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Who is the 'Real' Terrorist in the U.S.?

Op Ed By, Robert Avsec

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broke fire department

Consider for a moment what has happened since 9/11 to fight the “war on terror” — creation of DHS and TSA, hundreds of billions of dollars spent, laws adopted and changed, new training, new equipment, and new ways to do our jobs. With all that and more, we’ve suffered 59 terrorism-related deaths on United States soil since that day1.But even that number (59) is a bit deceiving as further analysis of the data reveals thirteen of those deaths were the result of the “Beltway Snipers”, John Allen Muhammad and Lee Boyd Malvo, during their killing rampage through Alabama, Virginia, and Maryland in September and October 2002. Those killings, and the majority of the remaining “terrorist attacks” since September 11, 2001 have been perpetrated by domestic terrorists: white supremacists, environmental activists, and opponents to abortion.

Is it safer to:
   1.   Walk through the woods
   2.   Take a drive on the highway
   3;   Live life without fear of death or injury from a fire
   4;   Live life without fear of terrorism acts
   5;   Visit the hospital for treatment

If you picked anything other than #4, you’ve “bought into” the idea that terrorists, especially terrorist acts by foreign nationals, are the greatest threat to your safety and security. Interesting, isn't it? We’ve spent hundreds of billions of dollars on Homeland Security and fighting terrorism—and the threat is not there, at least not on U.S. soil. The possibility, yes. The probability, no. The real terrorist in the U.S. is not a foreign national or a homegrown white supremacist. The real “terrorist” in the U.S. is fire. How many fire-related deaths—civilian and fire service personnel—have occurred in roughly the same period (September 2001 to the present)?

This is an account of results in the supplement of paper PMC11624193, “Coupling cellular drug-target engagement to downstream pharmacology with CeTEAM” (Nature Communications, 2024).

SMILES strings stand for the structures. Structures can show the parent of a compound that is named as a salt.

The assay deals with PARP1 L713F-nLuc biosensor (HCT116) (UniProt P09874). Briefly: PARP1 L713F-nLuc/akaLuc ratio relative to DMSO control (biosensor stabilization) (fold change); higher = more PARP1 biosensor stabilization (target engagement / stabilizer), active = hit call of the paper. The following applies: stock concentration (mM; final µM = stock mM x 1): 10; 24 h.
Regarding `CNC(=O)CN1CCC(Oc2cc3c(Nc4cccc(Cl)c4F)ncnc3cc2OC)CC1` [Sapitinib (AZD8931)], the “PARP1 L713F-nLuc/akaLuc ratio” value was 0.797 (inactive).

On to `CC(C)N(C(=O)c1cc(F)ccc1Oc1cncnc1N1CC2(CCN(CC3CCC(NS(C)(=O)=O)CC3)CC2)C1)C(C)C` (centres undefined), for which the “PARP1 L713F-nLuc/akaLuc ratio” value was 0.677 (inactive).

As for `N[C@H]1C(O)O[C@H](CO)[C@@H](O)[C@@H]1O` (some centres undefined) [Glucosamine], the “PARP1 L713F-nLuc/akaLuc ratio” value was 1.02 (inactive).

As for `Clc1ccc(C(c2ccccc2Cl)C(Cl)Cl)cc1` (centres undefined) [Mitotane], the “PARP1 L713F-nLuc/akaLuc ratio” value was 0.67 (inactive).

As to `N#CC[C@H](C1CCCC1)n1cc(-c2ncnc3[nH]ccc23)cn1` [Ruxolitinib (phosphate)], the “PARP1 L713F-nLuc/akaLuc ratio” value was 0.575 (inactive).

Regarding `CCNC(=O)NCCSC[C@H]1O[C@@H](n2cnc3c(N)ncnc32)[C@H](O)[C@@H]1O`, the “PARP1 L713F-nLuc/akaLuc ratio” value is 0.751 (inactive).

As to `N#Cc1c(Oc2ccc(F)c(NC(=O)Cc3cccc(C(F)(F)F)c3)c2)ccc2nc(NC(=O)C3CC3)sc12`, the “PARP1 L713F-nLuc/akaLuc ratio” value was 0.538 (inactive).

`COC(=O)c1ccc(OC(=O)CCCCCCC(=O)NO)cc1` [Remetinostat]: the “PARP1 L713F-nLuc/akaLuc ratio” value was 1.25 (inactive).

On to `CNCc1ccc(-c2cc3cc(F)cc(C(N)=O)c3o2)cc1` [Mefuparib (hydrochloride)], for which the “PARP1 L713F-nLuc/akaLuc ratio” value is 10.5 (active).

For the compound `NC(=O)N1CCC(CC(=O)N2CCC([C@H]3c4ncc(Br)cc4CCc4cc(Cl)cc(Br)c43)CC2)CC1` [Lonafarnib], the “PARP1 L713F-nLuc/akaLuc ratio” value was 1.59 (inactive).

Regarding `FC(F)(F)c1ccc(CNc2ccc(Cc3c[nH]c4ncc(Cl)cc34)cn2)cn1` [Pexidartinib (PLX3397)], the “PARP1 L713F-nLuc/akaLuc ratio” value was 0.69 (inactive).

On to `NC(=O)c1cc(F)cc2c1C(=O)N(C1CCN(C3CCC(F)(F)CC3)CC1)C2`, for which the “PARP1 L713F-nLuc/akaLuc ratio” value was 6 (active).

For the latest reporting period (Years 2005-2014), the U.S. Fire Administration reports that 3243 civilians (median number for those deaths) and roughly 100 firefighters die from fires each year2. (Yes, I know that line-of-duty fire firefighter deaths have many causes, but the fact remains that if a fire doesn’t happen, then most of those deaths do not happen, either). So, do the math: 3343 fire-related deaths (civilians and firefighters) x 15 years = 50,145 fire-related deaths. That’s almost the entire population of Charleston, WV (where I live) which is about 54,000 people.

Also, calculate into the equation the fire-related injuries (and the cost of medical treatment and rehabilitation), property losses, damage to local economies, etc. For the period of 2005-2014, the median property loss figure alone is $11.7 billion ($12.9 billion when all years are adjusted to 2014 dollars)3. Once again, doing the math (using those median figures) we see that fire-related property loss for 2002-2017 would be:

Median annual fire loss ($11.7 billion) x 15 years = $175.5 billion total fire loss
$193.5 billion using 2014 dollars)